As the threat of real-time assistance (RTA) to online poker continues to permeate, who is responsible for detecting and preventing cheating in the online poker space? Poker sites? Government regulators? Poker training software developers? This is a question that several prominent poker players and training site owners debated this week in the latest controversy over the future of online poker in the age of artificial intelligence.
The discussion surrounded the decision by poker training software Odin Poker to remove its 20-second delay, something that critics warned encourages cheating by allowing users to see outputs in real-time to make optimal decisions.
Odin and Prometheus Poker founder Rory Young pushed back on this criticism by pointing out that other prominent poker training tools have always operated without a delay (albeit with other RTA-prevention methods in place) and claiming that these sites were unwilling to agree “on having the same delay on our respective products.”
1/6 When we launched Odin in July 2021 I contacted @GTOWizard, @RunItOnce etc to propose an agreement on having the… https://t.co/BTptuB5h7f
Among those to weigh in on the RTA controversy were Run It Once founder Phil Galfond, RangeTrainerPro founder Kenneth “K.L.” Cleeton and DTO Poker Trainer owner Dominik Nitsche.
Click here to learn more about RTA in poker
Hammer Dropped on Odin
Odin is a poker training software similar to tools like GTOTrainer, GTO Wizard and DTO Poker. Using unique simulations, the software helps players analyze hundreds of spots and looks at different flop bet sizes and preflop actions using PioSolver Analysis Tools, according to the Odin website.
The poker training software launched in July 2021 at a time when solver outputs were largely only accessible to high-stakes pros who “needed expert knowledge to be able to configure these solvers,” Young told PokerNews in a March 9 interview.
“The idea was to bring this technology at scale to as many people as possible, obviously for profit, but (also) so people could have access to the same information that the best players in the world had,” said Young.
Odin had a large marketing presence at the 2021 World Series of Poker (WSOP) and even picked up a high-profile ambassador in poker wunderkind Fedor Holz. As of earlier this year, Holz is no longer affiliated with the company.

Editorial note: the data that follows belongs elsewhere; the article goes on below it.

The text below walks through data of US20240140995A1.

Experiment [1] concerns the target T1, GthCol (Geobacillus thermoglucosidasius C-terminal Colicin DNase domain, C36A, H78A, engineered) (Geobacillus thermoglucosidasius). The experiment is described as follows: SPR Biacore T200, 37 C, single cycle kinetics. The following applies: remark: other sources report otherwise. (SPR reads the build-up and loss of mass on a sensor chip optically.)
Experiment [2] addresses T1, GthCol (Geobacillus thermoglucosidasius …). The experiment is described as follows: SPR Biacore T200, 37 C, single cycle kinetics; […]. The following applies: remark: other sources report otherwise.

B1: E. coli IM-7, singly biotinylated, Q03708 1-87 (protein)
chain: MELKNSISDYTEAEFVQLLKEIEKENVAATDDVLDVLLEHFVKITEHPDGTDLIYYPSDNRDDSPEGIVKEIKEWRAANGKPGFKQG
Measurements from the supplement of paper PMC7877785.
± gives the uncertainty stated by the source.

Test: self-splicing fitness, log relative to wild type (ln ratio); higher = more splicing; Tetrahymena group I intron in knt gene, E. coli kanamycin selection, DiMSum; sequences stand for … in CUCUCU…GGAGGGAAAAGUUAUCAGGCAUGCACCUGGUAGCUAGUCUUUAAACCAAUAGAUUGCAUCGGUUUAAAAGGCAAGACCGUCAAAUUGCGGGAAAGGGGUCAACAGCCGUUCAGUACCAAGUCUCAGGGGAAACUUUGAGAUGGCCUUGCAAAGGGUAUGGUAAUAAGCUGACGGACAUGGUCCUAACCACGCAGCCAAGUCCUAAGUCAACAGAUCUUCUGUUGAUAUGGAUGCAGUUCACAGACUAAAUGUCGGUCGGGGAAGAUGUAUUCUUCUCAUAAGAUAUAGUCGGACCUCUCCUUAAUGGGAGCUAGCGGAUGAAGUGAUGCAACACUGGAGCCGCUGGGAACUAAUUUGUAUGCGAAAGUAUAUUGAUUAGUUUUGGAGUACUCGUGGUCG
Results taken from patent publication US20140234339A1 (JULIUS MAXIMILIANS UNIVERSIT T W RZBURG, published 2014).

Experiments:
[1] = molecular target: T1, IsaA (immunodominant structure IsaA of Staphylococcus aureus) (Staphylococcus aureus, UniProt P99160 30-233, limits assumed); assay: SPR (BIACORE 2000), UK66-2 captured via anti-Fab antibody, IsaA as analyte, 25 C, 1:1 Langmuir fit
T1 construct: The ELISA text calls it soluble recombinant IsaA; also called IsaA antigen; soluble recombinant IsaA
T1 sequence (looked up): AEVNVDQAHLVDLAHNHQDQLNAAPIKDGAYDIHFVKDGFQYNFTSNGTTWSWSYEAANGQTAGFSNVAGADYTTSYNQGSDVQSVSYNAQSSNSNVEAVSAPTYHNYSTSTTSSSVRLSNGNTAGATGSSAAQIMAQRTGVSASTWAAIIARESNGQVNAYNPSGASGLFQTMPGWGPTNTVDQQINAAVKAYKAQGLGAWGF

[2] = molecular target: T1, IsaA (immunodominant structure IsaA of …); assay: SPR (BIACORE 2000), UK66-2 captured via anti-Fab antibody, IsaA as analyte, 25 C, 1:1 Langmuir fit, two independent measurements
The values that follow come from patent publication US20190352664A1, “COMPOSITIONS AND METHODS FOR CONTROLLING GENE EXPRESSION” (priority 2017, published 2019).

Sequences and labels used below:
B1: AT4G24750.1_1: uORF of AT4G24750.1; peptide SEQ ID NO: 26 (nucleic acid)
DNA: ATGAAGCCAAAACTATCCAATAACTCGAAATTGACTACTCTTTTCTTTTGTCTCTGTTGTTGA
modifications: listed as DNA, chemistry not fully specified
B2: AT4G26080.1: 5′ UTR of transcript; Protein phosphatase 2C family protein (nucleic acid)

In its first nearly two years on the market, Odin operated with a 20-second delay to prevent RTA, a timeframe Young noted was “more than enough time to make sure that it can’t be abused.”
According to Young, he reached out to other major poker training software providers “to negotiate a gentleman’s agreement where the one thing we never compete on is the delay, for the sake of the future of online poker.”
“No one got back to me,” he said. “People responded, but they basically said, ‘No, not interested.’ And then despite this, I still chose to keep on the delay for nearly two years, obviously to the detriment of revenue and customer (user experience) and everything.”
On Feb. 28, Odin removed the 20-second delay and advertised on its website that it now offered “instant solutions” with “no delay.” A few days later, Odin sent an email to users promoting the delay and announcing a sale.
“Solving poker has never been faster,” reads a banner on the Odin website.
Young told PokerNews he opted to remove the delay “because it was causing such (user experience) problems for our users; there were lots of complaints, lots of competitors who had no delays.”
Removing the delay didn’t bode well with several poker players and fellow training site operators, including LearnProPoker co-founder Ryan Laplante.
“Unfortunate to see you want to profit from not having a delay, and don’t want to help the industry as a whole,” tweeted Laplante.
Young defended his decision to remove the delay in a Twitter thread, where he noted he contacted other training companies about agreeing to a delay and “NONE of them were willing.”
Laplante, who helped build and owns a part of RangeTrainerPro that launched in 2019, disagreed with this reasoning.
Fuck you for changing your product in a way that YOU KNOW people can use to cheat, with your only excuse being “O… https://t.co/pSsqLWhmLr
This response also didn’t satisfy poker streamer Vanessa Kade, who wrote that “I think you’re all equally the problem” and “that doesn’t absolve you though just because others are doing it.”